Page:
New CTA campaign emphasizes rail-customer safety

September 16, 2013

“It’s Not Worth Your Life” messages highlight dangers of being on tracks

As part of its continuing focus on customer safety, the Chicago Transit Authority has launched a new informational campaign reminding ‘L’ riders about the dangers of trespassing on CTA railroad tracks.

The campaign, featuring the tagline “Stay Off the Tracks, It’s Not Worth Your Life,” features a series of messages highlighting the dangers of activities such as trying to retrieve items dropped onto the tracks, standing too close to the edge of a platform, or trespassing along the railroad right of way.

“Safety has always been and will always be our No. 1 priority, in every facet of our operations,” said CTA President Forrest Claypool.  “We created the campaign as an important reminder to our customers, and we believe it will help further promote safe behavior on our rail system.”

The CTA has long had a very strong safety record related to rail service.  In 2012, the CTA provided just over 230 million rail rides, with 11 fatalities reported resulting from customers on the tracks.  In 2011, there were 221 million rail riders and nine fatalities.  Since 2009, there have been between six and 12 rail-related fatalities annually, many of which involve intentional acts by customers.

“Though the number of fatal incidents on the CTA is extremely low, one incident is one too many,” Claypool said.  “We continue to work to ensure the safest system possible, and to both remind and encourage our customers to take simple steps to keep themselves safe.”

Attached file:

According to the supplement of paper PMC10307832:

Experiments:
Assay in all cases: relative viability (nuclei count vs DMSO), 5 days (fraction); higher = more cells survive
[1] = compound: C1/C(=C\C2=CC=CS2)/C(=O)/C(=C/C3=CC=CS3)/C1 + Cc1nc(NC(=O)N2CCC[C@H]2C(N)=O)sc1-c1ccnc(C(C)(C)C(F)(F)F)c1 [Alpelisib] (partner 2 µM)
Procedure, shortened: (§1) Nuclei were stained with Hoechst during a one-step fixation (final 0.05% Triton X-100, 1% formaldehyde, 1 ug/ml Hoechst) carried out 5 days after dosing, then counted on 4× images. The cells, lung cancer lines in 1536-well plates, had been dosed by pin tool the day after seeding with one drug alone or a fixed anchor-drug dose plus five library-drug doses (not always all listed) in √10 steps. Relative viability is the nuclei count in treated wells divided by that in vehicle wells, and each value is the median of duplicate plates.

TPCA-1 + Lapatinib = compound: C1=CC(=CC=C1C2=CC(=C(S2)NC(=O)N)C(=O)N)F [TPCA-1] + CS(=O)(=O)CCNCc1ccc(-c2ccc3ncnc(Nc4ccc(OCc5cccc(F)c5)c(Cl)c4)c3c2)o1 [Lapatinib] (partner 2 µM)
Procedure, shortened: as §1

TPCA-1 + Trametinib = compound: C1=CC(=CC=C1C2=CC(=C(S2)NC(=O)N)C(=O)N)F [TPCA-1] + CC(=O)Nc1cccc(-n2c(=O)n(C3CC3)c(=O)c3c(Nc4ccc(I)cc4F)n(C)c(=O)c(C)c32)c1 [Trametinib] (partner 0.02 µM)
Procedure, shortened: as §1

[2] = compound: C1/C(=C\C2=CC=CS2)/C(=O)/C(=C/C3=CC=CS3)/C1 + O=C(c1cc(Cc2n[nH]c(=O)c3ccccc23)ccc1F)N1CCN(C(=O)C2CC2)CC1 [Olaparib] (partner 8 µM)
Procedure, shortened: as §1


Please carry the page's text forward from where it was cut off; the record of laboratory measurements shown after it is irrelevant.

Customers who enter CTA tracks, known as the rail right of way, face not only the danger of oncoming trains, but also that of the third rail, which carries 600 volts of electricity used to propel trains—a level of electricity that is almost always lethal.

In 2012, CTA received more than 300 reports of customers entering the right of way, ranging from riders jumping off a platform to pick up a dropped mobile phone to trespassers walking on tracks between stations.  The vast majority involve people making a conscious decision to go on the tracks, officials said.  Alcohol has been a factor in many incidents, according to both CTA and Chicago Police records.  Very few of those reported incidents involve customers accidentally falling or tripping onto the tracks.

Anyone caught trespassing on the right of way will be prosecuted to the fullest extent of the law, CTA officials said.  Unfortunately, very few arrests are made each year, because most individuals leave the right of way shortly after they enter, CTA officials said.

“No customer should ever enter the rail right of way, for any reason,” said Araceli De La Cruz, CTA’s Chief Safety and Security Officer.  A customer who drops an item can inform a CTA station employee, all of whom have received proper safety training and can communicate with CTA’s Control Center to slow or stop trains or remove power as needed.

This latest campaign complements CTA’s existing rail safety information, including signs along the tracks, at every rail station and in every rail car, as well as safety brochures, website information and other materials.  “This campaign will expand and reinforce the important safety messages we provide our customers every day,” Claypool said.

The new safety campaign’s car cards and posters will appear on rail cars and at rail stations throughout the CTA system starting this week, and will also be used on digital signs at stations. 

More information is available at www.transitchicago.com/safety


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